One of these sub-combinations according to the invention takes the form of clock driving circuitry comprising a clock driver connected to supply an output wave to the imager, the output wave shifting between first and second voltage levels to empty each of the imager shift registers in succession, means including at least one isolation device for superimposing a third voltage level upon the output wave to charge all of the imager photodiodes, the second voltage level being intermediate the first and third voltage levels, and switching means connected to discharge the output wave from its third voltage level to its second voltage level. Timing circuitry is provided so that the output wave shifts from its first voltage level to its second voltage level once for every line in each frame and to its third voltage level once per frame.

Another sub-combination according to the invention takes the form of clock driving circuitry comprising a clock driver connected to supply an output wave to the imager, the output wave shifting between first and second voltage levels to empty each of the imager shift registers in succession, first switching means connected to shift the output wave to a third level to charge all of the imager photodiodes, the second voltage level being intermediate the first and third voltage levels, second switching means connected to shift the output wave from the third voltage level back to the second voltage level, and a filter connected to remove transients from the output wave introduced by the second switching means. Here too, timing circuitry is provided so that the output wave shifts from its first voltage level to its second voltage level once for every line in each frame and to its third voltage level once per frame.

The invention will be better understood from the following detailed description of a specific embodiment, taken in the light of the accompanying drawing and the appended claims.

BRIEF DESCRIPTION OF THE DRAWING

FIG. 1 is a block diagram showing the manner in which an interline transfer CCD imager is supplied with complementary clock driver output waves in accordance with the invention;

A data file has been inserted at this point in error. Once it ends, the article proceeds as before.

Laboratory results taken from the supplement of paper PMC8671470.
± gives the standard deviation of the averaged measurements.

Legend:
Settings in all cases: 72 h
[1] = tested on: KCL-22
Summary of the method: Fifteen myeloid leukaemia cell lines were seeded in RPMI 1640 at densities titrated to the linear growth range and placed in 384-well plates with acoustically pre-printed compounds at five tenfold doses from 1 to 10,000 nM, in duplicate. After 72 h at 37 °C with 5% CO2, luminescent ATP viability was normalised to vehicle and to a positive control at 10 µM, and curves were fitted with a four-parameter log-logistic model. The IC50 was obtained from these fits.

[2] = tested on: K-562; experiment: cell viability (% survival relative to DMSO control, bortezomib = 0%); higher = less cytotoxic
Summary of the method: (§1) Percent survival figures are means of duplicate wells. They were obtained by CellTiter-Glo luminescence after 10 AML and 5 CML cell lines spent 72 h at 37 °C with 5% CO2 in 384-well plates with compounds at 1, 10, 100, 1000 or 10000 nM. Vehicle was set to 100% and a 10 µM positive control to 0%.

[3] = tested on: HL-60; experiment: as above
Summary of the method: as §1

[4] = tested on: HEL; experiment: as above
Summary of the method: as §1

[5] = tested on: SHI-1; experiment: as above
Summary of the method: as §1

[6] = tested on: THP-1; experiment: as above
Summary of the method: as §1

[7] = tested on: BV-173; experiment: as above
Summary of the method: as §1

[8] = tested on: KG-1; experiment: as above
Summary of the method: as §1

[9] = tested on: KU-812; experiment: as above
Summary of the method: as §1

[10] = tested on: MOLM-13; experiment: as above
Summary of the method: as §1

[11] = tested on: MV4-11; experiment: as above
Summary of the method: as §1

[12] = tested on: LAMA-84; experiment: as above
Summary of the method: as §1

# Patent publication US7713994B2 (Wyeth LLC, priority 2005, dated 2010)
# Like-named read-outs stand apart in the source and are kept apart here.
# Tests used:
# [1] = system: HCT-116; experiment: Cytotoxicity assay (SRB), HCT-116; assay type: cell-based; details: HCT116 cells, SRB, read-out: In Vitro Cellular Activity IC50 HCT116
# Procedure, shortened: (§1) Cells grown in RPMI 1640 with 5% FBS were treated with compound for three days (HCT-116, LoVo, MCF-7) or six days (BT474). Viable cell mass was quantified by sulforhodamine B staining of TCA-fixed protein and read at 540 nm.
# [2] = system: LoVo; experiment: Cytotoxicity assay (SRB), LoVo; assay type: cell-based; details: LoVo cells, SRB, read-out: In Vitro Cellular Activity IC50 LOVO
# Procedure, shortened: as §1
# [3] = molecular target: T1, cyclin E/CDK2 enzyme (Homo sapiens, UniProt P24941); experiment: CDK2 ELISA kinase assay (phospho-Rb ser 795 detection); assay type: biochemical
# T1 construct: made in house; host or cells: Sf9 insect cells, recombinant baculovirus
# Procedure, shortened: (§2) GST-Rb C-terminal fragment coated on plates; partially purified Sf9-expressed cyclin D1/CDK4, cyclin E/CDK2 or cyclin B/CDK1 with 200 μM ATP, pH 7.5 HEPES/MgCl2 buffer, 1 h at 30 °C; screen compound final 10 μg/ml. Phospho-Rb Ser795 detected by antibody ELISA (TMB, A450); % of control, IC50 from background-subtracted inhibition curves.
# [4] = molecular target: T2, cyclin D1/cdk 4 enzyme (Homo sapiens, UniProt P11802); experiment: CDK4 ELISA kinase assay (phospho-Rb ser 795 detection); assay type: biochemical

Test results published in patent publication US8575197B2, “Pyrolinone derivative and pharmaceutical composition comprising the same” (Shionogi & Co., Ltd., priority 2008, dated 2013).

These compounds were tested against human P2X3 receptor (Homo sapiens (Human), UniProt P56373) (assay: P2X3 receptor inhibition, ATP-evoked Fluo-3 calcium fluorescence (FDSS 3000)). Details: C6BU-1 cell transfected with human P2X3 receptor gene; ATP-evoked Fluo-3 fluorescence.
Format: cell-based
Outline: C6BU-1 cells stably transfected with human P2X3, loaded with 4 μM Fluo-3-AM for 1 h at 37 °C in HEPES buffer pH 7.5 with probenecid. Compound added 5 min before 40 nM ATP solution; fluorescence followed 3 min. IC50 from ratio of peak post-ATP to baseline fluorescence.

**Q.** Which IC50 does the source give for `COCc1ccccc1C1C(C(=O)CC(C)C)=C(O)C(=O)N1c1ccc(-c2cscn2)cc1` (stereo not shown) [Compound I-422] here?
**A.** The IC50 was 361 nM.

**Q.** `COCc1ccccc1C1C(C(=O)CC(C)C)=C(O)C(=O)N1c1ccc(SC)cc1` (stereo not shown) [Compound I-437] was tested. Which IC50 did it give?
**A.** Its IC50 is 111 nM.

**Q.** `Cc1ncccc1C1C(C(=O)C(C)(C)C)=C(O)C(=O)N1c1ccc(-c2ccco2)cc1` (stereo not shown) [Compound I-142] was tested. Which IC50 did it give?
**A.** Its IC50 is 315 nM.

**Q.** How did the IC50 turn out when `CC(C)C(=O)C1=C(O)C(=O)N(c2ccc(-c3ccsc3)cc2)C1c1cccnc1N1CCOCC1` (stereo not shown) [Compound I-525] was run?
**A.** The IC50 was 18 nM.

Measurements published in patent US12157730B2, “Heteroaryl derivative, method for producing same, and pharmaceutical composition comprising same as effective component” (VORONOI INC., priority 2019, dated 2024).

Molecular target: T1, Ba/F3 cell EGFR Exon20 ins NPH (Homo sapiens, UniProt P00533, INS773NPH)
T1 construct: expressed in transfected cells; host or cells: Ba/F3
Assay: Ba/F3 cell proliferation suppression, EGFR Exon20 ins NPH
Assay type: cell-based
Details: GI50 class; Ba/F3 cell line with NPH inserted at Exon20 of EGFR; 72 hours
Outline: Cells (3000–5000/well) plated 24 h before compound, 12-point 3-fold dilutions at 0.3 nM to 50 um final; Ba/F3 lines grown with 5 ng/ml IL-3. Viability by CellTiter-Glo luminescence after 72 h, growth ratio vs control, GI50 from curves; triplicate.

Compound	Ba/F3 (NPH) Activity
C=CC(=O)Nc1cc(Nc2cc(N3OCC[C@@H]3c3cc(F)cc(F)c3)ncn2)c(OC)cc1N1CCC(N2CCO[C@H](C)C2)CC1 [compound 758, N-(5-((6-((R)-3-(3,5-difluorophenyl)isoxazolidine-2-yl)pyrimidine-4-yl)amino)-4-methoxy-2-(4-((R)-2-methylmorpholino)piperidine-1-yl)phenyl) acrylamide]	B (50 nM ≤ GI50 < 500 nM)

FIG. 2A is the waveform of a vertical clock driver output wave with a positive third level voltage;

FIGS. 2B, 2C, and 2D, are waveforms controlling various aspects of the generation of the waveform shown in FIG. 2A;

FIG. 3 is the waveform of a complementary vertical clock driver output wave with a negative third level voltage;

FIG. 4 is a block diagram illustrating clock driving circuitry according to the invention for generating a clock driver output wave like that shown in FIG. 2;

FIG. 5 is a block diagram illustrating clock driving circuitry according to the invention for generating a complementary clock driver output wave like that shown in FIG. 3;

FIG. 6 shows details of a readily available clock driver suitable for use in the clock driving circuitry illustrated in FIGS. 4 and 5; and

FIG. 7 shows the details of an emitter follower and a filter suitable for use in the clock driving circuitry illustrated in FIG. 5.

DETAILED DESCRIPTION

Referring to FIG. 1, there is shown a complete system 10 in accordance with the invention. System 10 comprises an interline transfer CCD imager 12 and clock driving circuitry 20 and 22. Imager. 12 has two inputs (input terminals) 14 and 16 driving respective internal gates (not shown) with complementary vertical clock waveforms. Imager 12 has an output 18. Supplying inputs 14 and 16 are, respectively, clock driving circuitry 20 and clock driving circuitry 22. Together, clock driving circuitry 20 and clock driving circuitry 22 provide imager 12 with clock driving waveforms which are substantially complementary to one another.

As has already been explained, an interline transfer CCD imager differs from an ordinary frame transfer CCD imager in that it contains separate photodiodes and vertical shift registers. The photodiodes are arranged in a frame comprising multiple horizontal lines each of which consists of a large number of photodiodes. The charge on each photodiode represents the gray level of one of the pixels constituting the frame. Each of the shift registers stores the charges contained in a corresponding row of photodiodes. The shift registers make up approximately half the total area of an interline transfer CCD imager and permit the photodiodes to be charged and empties electrically. Unlike a frame transfer CCD imager, an interline transfer CCD imager requires no mechanical shutter for charging and discharging its photodiodes.

Electrically, the same gates within an interline transfer CCD imager control both the vertical shift registers and the photodiodes. Once the charges have been read out of each line of photodiodes into its corresponding vertical shift register, a sequence of vertical clock pulses is used to read the contents of each vertical shift register out of the imager in sequence. When all of the shift registers have been cleared, a third level pulse is applied to empty the charges contained in the photodiodes into their respective shift registers all over again. This latter pulse is called third level because its voltage level is substantially greater than the respective high and low voltage levels of the rest of the vertical clock sequence.